He suggested widened sidewalks and oak-planted medians to calm traffic speed along Whilden from an average of 30-40 mph to say 15-20 mph. Improved aesthetics and enhanced safety for motorized and non-motorized (pedestrian and bicycle) traffic would make the effort worthwhile.
He concluded by saying that Earl’s Court is a complementary addition to the Old Village, “one that provides an effective transition from the relative busyness of Coleman to the slower pace on Whilden Street and its surrounding, mixed-use blocks. I am attempting to build within established rights, and the effort to politically expropriate these rights is, at best, unfortunate.”
Concerned citizen Dave Shimp expressed to council in a letter that “it seems to me that we had to pass the revitalization plan to see what’s in it. Well, we have seen what’s in it and we simply don’t think that important components have been fully considered.”
He said real solution needs to come from an open and inclusive process that re-validates the regulations governing this enormous and irreversible change to the character of the community. “These rules are not set in stone.”
Shimp added that “it may be too late for some projects, but that does not preclude a mid-course correction, if appropriate and legal, for the rest.”
Jimmy Bagwell, a lifelong resident of the town and former town council member, told officials that when the Coleman Boulevard Revitalization Advisory Board (CRAB) was created to look at the Coleman Boulevard corridor and the present plan was brought to the citizens for their input, a lot of people voiced concerns. He said he felt like the plan was pushed through, and the community is dealing with the results today. “I know a lot of people felt that it was primarily a plan to move traffic and encourage business development on Coleman Boulevard. I think the density planned for the Overlay District was misunderstood by a lot of those who looked at the plan, especially in areas off of Coleman like the corner of Hibben and Whilden.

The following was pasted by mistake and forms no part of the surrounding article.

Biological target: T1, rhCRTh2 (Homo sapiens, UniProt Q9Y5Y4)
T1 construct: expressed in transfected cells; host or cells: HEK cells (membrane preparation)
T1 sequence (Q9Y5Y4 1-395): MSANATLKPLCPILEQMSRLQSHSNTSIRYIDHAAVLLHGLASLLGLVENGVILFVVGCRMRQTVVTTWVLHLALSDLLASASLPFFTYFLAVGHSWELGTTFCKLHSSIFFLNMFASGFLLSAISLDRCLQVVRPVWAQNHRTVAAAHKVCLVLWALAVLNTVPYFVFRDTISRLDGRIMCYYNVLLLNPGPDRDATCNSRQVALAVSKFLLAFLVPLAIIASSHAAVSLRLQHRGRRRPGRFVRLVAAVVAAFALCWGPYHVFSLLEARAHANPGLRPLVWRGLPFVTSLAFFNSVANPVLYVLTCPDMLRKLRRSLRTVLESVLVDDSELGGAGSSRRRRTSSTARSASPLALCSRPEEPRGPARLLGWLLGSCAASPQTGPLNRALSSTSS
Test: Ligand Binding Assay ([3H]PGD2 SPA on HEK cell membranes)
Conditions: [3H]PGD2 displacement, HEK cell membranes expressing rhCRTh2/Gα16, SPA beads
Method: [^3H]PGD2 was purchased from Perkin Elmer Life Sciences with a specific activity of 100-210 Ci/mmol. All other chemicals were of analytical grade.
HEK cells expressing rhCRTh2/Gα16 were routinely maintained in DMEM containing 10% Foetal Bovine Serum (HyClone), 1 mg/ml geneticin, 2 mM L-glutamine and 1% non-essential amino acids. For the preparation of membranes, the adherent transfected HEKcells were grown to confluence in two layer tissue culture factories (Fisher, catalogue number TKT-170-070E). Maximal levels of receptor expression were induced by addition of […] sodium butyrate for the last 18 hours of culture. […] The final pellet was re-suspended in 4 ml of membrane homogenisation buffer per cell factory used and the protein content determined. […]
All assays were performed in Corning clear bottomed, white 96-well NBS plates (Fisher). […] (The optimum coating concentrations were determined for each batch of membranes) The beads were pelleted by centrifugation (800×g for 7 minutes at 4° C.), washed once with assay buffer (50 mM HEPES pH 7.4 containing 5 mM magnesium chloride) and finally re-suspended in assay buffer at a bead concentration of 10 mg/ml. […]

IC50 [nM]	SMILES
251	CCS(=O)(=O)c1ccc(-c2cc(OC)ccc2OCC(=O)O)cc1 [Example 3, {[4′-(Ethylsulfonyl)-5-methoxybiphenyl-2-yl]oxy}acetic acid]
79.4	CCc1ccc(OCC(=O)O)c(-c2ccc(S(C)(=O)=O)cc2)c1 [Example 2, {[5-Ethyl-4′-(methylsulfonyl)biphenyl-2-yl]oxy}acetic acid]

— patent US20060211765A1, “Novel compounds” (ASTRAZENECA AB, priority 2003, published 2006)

Not until Earl’s Court became a reality were people fully aware of what was getting ready to happen in the Overlay District.”
“The question might be asked of the town council, to whom do you owe what? It seems to me that the answer comes from the constituents, and I think most would agree that we want to preserve a lifestyle. At what point does a developer’s desire to maximize his profit supercede a community’s right to quality of life?” asked Kathy Gaffos.
Those questions will perhaps be answered as the planning committee reviews the concerns. The motion that council approved Tuesday night directs the planning committee to review how Coleman Boulevard revitalization and the rezoning that made it possible affects adjacent neighborhoods. Parking, building setbacks, density, streets and minimum lot size are some of the areas that will be studied. The committee is to report its findings back to council within 60 days.
Earl’s Court Phase III is on the Planning Commission’s agenda Wednesday, Dec. 18. The meeting will be held at 5 p.m. in the council chambers.